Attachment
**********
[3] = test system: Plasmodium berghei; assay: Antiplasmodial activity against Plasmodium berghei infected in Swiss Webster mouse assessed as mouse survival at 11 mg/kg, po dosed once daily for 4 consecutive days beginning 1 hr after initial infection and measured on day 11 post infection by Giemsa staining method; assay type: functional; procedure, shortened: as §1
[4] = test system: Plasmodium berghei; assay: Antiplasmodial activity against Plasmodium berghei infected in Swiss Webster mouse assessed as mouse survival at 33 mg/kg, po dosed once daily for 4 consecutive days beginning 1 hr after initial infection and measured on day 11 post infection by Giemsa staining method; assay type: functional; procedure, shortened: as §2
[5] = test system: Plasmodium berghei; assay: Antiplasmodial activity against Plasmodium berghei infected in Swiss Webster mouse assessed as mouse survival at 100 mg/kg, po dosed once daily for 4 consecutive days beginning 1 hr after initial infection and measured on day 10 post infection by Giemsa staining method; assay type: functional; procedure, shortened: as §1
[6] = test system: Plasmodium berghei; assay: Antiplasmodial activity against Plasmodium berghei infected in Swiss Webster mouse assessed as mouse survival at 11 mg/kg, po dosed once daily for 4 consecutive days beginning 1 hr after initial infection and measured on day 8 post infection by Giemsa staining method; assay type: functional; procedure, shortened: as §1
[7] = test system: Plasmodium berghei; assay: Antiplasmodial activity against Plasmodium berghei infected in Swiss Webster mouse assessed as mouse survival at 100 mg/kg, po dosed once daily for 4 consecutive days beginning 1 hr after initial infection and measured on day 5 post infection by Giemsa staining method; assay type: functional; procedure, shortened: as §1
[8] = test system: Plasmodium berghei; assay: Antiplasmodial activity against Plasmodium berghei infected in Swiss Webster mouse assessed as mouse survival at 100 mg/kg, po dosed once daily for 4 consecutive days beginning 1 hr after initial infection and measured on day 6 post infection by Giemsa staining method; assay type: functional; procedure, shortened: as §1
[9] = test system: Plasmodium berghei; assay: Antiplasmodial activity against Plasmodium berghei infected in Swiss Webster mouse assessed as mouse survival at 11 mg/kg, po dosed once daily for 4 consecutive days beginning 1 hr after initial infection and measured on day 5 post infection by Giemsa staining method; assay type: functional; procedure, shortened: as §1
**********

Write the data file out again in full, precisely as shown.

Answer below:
[3] = test system: Plasmodium berghei; assay: Antiplasmodial activity against Plasmodium berghei infected in Swiss Webster mouse assessed as mouse survival at 11 mg/kg, po dosed once daily for 4 consecutive days beginning 1 hr after initial infection and measured on day 11 post infection by Giemsa staining method; assay type: functional; procedure, shortened: as §1
[4] = test system: Plasmodium berghei; assay: Antiplasmodial activity against Plasmodium berghei infected in Swiss Webster mouse assessed as mouse survival at 33 mg/kg, po dosed once daily for 4 consecutive days beginning 1 hr after initial infection and measured on day 11 post infection by Giemsa staining method; assay type: functional; procedure, shortened: as §2
[5] = test system: Plasmodium berghei; assay: Antiplasmodial activity against Plasmodium berghei infected in Swiss Webster mouse assessed as mouse survival at 100 mg/kg, po dosed once daily for 4 consecutive days beginning 1 hr after initial infection and measured on day 10 post infection by Giemsa staining method; assay type: functional; procedure, shortened: as §1
[6] = test system: Plasmodium berghei; assay: Antiplasmodial activity against Plasmodium berghei infected in Swiss Webster mouse assessed as mouse survival at 11 mg/kg, po dosed once daily for 4 consecutive days beginning 1 hr after initial infection and measured on day 8 post infection by Giemsa staining method; assay type: functional; procedure, shortened: as §1
[7] = test system: Plasmodium berghei; assay: Antiplasmodial activity against Plasmodium berghei infected in Swiss Webster mouse assessed as mouse survival at 100 mg/kg, po dosed once daily for 4 consecutive days beginning 1 hr after initial infection and measured on day 5 post infection by Giemsa staining method; assay type: functional; procedure, shortened: as §1
[8] = test system: Plasmodium berghei; assay: Antiplasmodial activity against Plasmodium berghei infected in Swiss Webster mouse assessed as mouse survival at 100 mg/kg, po dosed once daily for 4 consecutive days beginning 1 hr after initial infection and measured on day 6 post infection by Giemsa staining method; assay type: functional; procedure, shortened: as §1
[9] = test system: Plasmodium berghei; assay: Antiplasmodial activity against Plasmodium berghei infected in Swiss Webster mouse assessed as mouse survival at 11 mg/kg, po dosed once daily for 4 consecutive days beginning 1 hr after initial infection and measured on day 5 post infection by Giemsa staining method; assay type: functional; procedure, shortened: as §1